When designing structures, the critical design case can arise when high levels of load are applied to one area while low levels of load are applied to another. Applying varying levels of load to structures to try and find a worst case is often referred to as pattern loading.
In British Standards, pattern loading could be done by splitting the dead and live loads into their minimum and maximum factors of safety.
In Eurocodes, it’s not quite as simple.
Firstly, there are several checks that are typically done. The two relevant in this post are EQU and STR. With EQU, we are checking that the structure as a whole is stable and in equilibrium. In STR, we are checking the performance of the structural elements. The method for patterning is different for each.
The methods for each are described in EN 1990. The values given below are also taken from this document. Your country may have supplementary guidance and values in its National Annex.
Patterning for EQU
When checking for static equilibrium, both the dead load (permament actions) and live load (variable actions) may be patterned.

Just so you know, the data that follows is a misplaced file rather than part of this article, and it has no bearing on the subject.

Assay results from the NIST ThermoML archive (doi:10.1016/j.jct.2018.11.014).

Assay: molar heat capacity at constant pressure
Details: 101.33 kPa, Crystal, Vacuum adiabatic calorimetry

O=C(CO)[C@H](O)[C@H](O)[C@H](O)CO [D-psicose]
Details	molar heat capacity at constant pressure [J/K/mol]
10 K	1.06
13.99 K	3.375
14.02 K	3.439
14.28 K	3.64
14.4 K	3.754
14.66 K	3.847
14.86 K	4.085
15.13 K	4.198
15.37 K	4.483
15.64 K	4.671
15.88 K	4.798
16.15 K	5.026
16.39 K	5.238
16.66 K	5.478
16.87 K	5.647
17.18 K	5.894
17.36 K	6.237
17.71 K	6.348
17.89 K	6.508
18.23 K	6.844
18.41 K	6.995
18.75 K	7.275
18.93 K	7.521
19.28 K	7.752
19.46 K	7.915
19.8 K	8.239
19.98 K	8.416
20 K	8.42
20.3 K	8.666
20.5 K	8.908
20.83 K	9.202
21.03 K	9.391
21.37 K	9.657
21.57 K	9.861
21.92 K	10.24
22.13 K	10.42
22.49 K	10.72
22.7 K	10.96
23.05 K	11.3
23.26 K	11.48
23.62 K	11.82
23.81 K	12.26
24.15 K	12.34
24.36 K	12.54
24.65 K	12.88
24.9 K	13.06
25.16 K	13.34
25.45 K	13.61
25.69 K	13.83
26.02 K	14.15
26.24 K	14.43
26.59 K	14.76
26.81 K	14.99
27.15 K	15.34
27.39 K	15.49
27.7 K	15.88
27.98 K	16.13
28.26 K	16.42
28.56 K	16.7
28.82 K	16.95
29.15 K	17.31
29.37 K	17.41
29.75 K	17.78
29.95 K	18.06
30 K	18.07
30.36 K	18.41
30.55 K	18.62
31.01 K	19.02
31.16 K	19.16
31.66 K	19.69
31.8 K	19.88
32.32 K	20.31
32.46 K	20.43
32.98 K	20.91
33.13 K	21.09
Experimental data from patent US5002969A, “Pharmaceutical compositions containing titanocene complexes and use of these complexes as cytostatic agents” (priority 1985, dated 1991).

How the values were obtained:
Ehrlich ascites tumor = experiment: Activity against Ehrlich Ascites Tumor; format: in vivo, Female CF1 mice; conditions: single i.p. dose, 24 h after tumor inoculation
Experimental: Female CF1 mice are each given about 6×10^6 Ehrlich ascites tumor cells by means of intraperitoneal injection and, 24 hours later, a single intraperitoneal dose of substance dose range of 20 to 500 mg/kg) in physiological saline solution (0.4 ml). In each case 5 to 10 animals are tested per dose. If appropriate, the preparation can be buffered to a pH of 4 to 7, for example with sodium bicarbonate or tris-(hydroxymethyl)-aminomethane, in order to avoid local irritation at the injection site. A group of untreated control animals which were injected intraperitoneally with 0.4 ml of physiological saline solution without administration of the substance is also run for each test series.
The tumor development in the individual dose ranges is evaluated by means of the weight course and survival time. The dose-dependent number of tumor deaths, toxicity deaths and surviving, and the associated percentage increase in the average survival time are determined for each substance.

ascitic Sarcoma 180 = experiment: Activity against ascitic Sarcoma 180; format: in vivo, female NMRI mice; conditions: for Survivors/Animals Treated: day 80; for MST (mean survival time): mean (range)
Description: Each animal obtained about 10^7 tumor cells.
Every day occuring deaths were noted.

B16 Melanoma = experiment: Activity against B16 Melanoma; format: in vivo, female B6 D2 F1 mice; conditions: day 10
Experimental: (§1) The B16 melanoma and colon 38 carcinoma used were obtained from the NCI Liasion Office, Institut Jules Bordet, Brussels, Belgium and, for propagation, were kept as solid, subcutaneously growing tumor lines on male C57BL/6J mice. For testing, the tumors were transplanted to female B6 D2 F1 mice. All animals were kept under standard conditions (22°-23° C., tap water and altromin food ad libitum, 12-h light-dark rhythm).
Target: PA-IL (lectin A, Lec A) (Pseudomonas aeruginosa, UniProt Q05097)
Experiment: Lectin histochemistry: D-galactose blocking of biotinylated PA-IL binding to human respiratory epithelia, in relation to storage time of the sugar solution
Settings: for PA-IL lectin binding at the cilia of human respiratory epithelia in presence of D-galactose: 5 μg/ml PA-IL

Note that the partial factors are different from the STR values you will be more used to using.
In the cantilever below, the beam is resting upon supports. An EQU check with onerous load patterning may show that the cantilever will overturn. To be stable, the cantilever would either need to be shorter, or the beam would need to be tied down at the left hand side.
Ref: Table A1.2(A) of EC0
Patterning for STR
When checking the resistance of structural elements, only the live load is patterned.
What about the dead load? We can choose the worst partial factor of 1 or 1.35, but we must use the same partial factor for permament actions on our entire structure. This is as described in Note 3 of Table A1.2(B).
If it is obvious whether the lower or higher value will be onerous, then you only need to check this value. If it is not obvious, then you will need to check your structure with both values.
Ref: Table A1.2(B) of EC0
Should I check for both STR and EQU?
In clauses 3.3 (4) and 6.4.1 (1) of EC0, we are told that we must verify both STR and EQU (and other ultimate limit states) ‘where relevant’.
In practice, many situations are obviously going to be stable under EQU, such as a simply supported beam. Here, I would say that EQU is not relevant, and we can move straight on to STR.
When might we design under EQU conditions? In the cantilever above, let’s say that EQU shows that a vertical tie is needed on the left support. If the uplift on this support is greater under EQU than STR, I would use the uplift under EQU as the design effect to be resisted when designing the tie.
Many thanks to Bob Benton for clearing this up for me, while I was on the 2017 EC2 course organised by the IStructE Western Counties Regional Group.